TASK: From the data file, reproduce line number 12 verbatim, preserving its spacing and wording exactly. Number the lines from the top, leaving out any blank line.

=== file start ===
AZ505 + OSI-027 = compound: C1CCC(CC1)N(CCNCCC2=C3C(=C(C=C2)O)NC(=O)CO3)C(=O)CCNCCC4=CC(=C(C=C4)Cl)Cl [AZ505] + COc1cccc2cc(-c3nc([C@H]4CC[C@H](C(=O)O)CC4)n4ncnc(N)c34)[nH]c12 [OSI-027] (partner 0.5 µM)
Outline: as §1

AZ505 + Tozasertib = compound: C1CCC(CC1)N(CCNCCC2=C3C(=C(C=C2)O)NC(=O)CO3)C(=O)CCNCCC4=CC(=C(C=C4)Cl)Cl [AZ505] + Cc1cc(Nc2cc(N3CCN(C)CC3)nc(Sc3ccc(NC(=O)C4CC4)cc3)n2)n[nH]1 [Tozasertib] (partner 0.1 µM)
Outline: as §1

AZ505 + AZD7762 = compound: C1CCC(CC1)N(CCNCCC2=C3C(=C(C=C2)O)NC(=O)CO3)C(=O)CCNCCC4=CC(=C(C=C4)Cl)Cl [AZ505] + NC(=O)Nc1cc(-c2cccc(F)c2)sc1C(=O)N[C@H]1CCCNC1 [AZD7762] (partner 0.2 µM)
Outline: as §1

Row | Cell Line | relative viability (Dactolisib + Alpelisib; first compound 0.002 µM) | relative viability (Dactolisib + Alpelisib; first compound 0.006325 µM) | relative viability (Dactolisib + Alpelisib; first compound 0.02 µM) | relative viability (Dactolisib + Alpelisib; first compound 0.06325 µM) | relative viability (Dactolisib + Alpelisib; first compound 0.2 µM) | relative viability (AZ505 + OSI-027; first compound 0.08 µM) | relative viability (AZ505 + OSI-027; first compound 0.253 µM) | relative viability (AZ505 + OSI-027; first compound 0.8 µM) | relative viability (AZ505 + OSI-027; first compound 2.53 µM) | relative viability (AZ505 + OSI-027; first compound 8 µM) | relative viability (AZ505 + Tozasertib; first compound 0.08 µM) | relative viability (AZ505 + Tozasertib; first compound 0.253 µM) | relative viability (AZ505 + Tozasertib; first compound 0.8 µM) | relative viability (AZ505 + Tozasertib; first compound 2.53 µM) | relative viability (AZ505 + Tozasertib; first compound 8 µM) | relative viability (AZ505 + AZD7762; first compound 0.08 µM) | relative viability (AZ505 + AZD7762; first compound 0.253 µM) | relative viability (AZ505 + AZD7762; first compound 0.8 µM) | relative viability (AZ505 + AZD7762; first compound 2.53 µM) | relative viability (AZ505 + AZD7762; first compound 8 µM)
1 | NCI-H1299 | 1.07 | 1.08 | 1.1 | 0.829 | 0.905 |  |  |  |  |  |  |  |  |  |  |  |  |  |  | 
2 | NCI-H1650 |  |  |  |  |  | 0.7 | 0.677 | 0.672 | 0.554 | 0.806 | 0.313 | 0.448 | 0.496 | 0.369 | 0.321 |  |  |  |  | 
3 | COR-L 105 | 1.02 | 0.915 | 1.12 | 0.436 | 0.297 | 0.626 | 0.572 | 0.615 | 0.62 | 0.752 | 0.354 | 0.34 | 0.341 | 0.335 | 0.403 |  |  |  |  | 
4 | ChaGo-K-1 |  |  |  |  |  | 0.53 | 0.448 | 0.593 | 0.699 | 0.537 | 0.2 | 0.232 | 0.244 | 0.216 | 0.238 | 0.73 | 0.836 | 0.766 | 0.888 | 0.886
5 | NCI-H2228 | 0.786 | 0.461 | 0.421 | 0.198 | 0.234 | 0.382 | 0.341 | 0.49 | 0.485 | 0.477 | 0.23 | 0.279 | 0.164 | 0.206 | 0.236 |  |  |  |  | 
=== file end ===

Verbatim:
5 | NCI-H2228 | 0.786 | 0.461 | 0.421 | 0.198 | 0.234 | 0.382 | 0.341 | 0.49 | 0.485 | 0.477 | 0.23 | 0.279 | 0.164 | 0.206 | 0.236 |  |  |  |  | 